By Julie Conway
Work clothes can get expensive- but you don’t have to drain your savings. Instead, stock your closet with some basic (but versatile) pieces, and use them as elements in a variety of outfits.
After reading fashion blogs or scrolling through Pinterest boards, it can be tempting to grab your credit card and go on an impulsive shopping spree. We’ve all been there. The internet is full of things we didn’t know we needed, and now that we know we simply must have them (remember the Slanket? I still want it and someday it will be mine).
Eventually, though, you have to pay the credit card bill. And, you want to be thoughtful about your purchases, especially with work clothes. If you don’t want to spend every penny you have, you’ll need to start building a wardrobe by investing in some basic elements. These items need to: 1.) fit you well, 2.) be of good quality, and 3.) be used often in various outfits. I like to think of these basics as building blocks- the pieces that serve as a solid foundation for your wardrobe.
Here are some basic items that will serve you (and your closet) well:
You can’t get by without pants. It’s just a fact! And if you have a professional job (and you don’t have to wear a suit or a uniform), you’re going to need a few pairs of nice, high quality dress pants. Neutrals like black, gray and navy are a good place to start. And don’t forget a belt if the pants have loops! It’s a quick and easy way to look polished.
As a piece that’s a little more structured than a sweater or cardigan, a blazer is great for dressing up an outfit. And they’re not just for interviews! In fact, much like accessories, adding even a lighter, more casual blazer can pull an outfit together. Neutral colors are again a good place to start. But a blazer can also be a piece that adds interest with its color, pattern or texture.
A few nice, high quality sweaters will serve you well on cold days. For men, a dress shirt and tie underneath a sweater immediately conveys a professional (but not too formal) vibe, as does a sweater and necklace over a dress shirt for women. Cardigans are convenient for layering- an easy and important feature, if your office sometimes runs cold. Like blazers, sweaters are great for both basics and to add interest to an outfit.
Just like pants, you really can’t get by without shirts. And you’ll get a lot of use out of even just a few dress shirts. Light blue and white shirts are good choices- they will look good under sweaters and blazers, and can be paired with other elements that have more vibrant colors or details.
Jackets and coats
When the weather is cold, you’ll definitely need to cover up with something warm. But who says your jacket or coat can’t be stylish too? Trench coats, peacoats, moto jackets- really anything that’s structured and relatively form-fitting will work. Even a down-filled coat will look great as long as it fits your form. You just don’t want to look like the Stay Puft Marshmallow Man!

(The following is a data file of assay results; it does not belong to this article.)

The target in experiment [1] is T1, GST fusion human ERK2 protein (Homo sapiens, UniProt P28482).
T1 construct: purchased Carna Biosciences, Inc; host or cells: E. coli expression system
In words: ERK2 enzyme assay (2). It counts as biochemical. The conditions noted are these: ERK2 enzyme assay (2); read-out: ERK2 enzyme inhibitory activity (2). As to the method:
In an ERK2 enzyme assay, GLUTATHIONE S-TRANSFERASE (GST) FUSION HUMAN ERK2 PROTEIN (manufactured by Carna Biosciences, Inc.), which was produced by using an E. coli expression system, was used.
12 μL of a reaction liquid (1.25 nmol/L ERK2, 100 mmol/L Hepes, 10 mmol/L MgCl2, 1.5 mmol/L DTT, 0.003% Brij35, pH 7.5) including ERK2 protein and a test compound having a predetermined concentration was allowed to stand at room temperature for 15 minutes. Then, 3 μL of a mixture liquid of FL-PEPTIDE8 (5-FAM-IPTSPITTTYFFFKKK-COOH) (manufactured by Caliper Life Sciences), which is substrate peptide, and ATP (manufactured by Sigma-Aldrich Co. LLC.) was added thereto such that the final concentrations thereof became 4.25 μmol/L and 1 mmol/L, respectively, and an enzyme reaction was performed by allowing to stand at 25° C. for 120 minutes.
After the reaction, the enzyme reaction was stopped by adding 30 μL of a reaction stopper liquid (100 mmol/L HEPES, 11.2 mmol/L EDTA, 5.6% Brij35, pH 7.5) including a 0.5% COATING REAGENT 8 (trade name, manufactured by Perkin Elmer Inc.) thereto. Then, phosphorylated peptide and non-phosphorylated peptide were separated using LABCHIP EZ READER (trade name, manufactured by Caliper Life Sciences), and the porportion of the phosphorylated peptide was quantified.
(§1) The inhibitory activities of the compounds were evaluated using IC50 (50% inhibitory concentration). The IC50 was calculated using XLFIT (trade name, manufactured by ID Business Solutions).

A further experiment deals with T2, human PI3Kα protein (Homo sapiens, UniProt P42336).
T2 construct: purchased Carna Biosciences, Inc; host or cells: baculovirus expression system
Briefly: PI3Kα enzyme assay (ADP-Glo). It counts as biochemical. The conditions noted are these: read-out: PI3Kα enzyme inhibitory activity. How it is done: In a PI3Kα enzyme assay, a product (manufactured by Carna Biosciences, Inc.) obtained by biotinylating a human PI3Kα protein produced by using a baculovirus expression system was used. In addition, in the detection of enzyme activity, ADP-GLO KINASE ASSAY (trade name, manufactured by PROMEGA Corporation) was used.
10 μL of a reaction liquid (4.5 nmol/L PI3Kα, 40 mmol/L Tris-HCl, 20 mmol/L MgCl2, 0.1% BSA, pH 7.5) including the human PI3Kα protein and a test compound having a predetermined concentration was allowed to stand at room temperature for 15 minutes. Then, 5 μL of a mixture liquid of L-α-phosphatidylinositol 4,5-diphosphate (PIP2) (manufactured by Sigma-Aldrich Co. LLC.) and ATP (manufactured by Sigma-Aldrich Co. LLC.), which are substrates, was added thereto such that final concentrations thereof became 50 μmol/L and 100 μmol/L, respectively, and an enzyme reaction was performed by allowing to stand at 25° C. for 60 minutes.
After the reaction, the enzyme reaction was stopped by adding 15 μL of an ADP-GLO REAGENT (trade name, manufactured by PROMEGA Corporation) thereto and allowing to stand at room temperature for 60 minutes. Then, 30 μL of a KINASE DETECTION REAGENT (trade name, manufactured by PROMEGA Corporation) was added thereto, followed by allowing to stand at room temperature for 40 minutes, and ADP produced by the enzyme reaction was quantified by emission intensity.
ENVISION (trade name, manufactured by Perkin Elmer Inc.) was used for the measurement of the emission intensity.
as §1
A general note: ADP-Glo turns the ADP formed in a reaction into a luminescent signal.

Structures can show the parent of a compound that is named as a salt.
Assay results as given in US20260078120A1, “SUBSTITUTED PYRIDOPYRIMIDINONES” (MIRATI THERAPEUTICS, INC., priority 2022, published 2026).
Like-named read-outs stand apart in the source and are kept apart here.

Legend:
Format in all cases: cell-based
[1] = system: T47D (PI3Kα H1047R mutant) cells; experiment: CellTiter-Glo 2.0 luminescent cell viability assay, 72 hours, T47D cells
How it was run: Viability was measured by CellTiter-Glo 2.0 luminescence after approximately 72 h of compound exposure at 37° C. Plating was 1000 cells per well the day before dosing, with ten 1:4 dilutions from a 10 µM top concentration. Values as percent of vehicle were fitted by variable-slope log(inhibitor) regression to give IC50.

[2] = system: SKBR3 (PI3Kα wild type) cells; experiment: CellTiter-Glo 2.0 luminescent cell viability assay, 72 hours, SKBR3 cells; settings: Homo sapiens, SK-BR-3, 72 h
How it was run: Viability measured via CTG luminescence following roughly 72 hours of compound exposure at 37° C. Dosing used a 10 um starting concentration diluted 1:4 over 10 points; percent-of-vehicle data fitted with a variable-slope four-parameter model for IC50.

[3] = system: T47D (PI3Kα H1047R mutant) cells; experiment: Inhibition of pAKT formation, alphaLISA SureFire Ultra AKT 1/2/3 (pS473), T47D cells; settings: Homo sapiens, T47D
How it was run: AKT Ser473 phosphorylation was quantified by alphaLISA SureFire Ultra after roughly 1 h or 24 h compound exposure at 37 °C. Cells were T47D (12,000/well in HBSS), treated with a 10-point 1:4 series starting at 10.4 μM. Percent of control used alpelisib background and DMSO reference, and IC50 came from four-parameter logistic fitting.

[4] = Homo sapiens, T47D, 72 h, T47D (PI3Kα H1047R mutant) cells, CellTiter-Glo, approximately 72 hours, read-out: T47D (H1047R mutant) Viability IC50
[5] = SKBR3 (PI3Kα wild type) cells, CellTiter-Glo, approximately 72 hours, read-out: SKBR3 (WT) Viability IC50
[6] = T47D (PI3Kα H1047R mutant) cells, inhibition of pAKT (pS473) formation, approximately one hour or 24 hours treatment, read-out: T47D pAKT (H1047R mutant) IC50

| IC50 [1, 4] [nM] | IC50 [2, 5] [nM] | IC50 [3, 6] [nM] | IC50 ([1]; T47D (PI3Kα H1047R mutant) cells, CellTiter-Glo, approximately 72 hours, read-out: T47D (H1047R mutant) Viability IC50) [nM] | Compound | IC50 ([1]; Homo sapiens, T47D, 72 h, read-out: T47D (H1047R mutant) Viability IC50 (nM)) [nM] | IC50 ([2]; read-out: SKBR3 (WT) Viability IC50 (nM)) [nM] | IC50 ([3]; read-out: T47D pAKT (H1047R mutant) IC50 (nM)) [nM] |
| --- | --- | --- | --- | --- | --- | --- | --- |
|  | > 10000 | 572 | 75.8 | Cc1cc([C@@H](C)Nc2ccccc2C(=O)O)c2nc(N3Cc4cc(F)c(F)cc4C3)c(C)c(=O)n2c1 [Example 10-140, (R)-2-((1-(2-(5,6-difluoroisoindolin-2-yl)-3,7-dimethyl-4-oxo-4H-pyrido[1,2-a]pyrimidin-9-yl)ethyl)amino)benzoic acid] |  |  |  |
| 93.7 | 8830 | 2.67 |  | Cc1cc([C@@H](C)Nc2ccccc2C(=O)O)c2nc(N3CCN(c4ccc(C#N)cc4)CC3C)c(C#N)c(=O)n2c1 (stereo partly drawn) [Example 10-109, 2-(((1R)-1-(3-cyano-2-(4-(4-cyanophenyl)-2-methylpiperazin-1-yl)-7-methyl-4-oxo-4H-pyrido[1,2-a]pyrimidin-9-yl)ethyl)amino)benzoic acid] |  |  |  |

Necklaces, glasses, sunglasses, watches, bracelets and so on can add interest to your outfit in no time flat. While not exactly falling into the category of solid basics for your wardrobe, building a ready arsenal of these items will make your life easier. Accessories are your go-to pieces for putting finishing touches on your outfits- they’re great for adding interest, but they also can pull the entire outfit together.
Of course, we can’t forget shoes. There will never be a time at work that you won’t need them- unless you work with animals in a tank at Sea World. Even then you’ll probably need flippers! Having a few sets of nice dress shoes- whether they’re oxfords, wingtips, heels, wedges or even flats- will serve you well.
No matter how you put your wardrobe together, you will undoubtedly run into a need for all of the above items. And those fashion blogs and Pinterest boards are a great resource! If you know the building blocks of what you need, then over time you can build out what’s in your closet. Who knows, maybe while you’re researching what you need, you’ll find some great sales! The beauty of this “over time” approach is twofold: you may run into great sales, and you won’t have to scramble to buy something when a need suddenly arises (like an interview).
What are your favorite items from your closet? Did you purchase them knowing they’d be staples in your outfits, or did you just like them so much that they became staples? We’d love to hear your comments!